This e-book from the Arab Reform Initiative features ten essays addressing the challenges of constitutional reform during times of political transition. Featuring insightful analysis of Arab and non-Arab transitions, the essays address both the transformational process of constitution building and the difficult questions of constitutional design: How can a constitution, and the process for developing it, affect efforts to accommodate the interests of different groups in diverse states? How easy should it be to change a constitution? How comprehensive should it be in addressing economic and social issues? Can a constitution resolve problems of civil-military relations?
These questions and more are addressed in essays from an esteemed group of intellectuals with wide experience both in government, as parliamentarians, ministers or senior bureaucrats, and out of government, as academics, activists and public intellectuals. The book draws lessons for constitutional development from experiences in nations with diverse social, political and cultural histories: from Latin America to Southern Europe, Asia and the Middle East. Countries that used to be under military control, such as Brazil, Spain and Portugal, have developed robust democratic systems. Has Tunisia’s recent constitutional process put them on a similar democratic path? Has Egypt’s process pushed them off that path? Can Bosnia’s experience with constitution-building after civil war be relevant for Syria? As each democratic transition is unique, studying multiple cases can shed light from multiple angles on the challenges of building a new constitutional order.
The drafting of a constitution mobilizes political, social, economic and security actors. The resulting document will lay the foundations for governing relations between social, ethnic, religious, cultural and regional communities, between men and women, and between social classes and interest groups. But a constitution is only step one in a democratic transition. In the aftermath of the drafting process, societies discover that the constitution is only one body of laws which, though essential for framing key issues and defining a path, is a mere first step.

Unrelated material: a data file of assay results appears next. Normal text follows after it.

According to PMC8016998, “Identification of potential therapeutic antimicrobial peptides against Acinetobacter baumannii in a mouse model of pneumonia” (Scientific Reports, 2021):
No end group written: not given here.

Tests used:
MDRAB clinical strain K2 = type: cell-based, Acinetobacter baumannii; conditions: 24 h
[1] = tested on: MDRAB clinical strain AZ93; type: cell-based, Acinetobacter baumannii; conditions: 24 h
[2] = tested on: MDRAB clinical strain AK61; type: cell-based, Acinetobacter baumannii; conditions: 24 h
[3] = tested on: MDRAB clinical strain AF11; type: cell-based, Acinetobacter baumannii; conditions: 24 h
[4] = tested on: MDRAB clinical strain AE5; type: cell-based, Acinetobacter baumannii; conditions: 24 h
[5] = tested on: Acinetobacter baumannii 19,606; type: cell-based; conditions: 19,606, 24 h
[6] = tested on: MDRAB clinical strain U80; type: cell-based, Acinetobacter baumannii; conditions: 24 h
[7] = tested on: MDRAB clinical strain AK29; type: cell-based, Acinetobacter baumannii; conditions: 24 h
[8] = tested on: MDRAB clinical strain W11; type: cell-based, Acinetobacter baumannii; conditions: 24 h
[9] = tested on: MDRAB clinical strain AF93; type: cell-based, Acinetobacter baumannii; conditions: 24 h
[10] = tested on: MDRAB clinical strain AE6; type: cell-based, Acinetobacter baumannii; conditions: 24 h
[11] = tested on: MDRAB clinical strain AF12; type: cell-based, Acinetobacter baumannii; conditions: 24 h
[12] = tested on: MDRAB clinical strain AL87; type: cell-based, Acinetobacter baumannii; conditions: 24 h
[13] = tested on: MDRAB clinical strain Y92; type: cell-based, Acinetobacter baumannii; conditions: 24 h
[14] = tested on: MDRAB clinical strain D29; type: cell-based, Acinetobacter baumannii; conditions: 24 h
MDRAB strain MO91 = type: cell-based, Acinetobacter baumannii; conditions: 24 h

1) The Making of the Indian Constitution
by Radha Kumar
2) Local and Regional Governance in the Portuguese Constitution:
A Case Study in Democratic Transition
by Eduardo Cabrita
3) Constitutional Reform and Civil-Military Relations in Spain
by Narcis Serra
4) Brazil: The Constitution-Making Process and the Political System
by Pedro Dallari
5) Constitutional Reform Processes in Latin America: Key Issues of Comparative Interest
by Alexandra Barahona de Brito
6) Constitutional Reform in Bosnia and Herzegovina
by Denisa Sarajlic-Maglic
7) Economic, Social and Cultural Rights in the New Tunisian Constitution
by Azzam Mahjoub and Salwa Hamrouni
8) The Egyptian Constitution: Procedural Problems and a Crisis of Content
by Amr el-Shobaki
9) Writing the Constitution of the Egyptian Revolution:
Between Social Contract and Political Contracting
by Yasmine Farouk
10) Constitutional Reform: The Case of Syria
by Nael Georges
The views represented in this paper are those of the author(s) and do not necessarily reflect the views of the Arab Reform Initiative, its staff, or its board.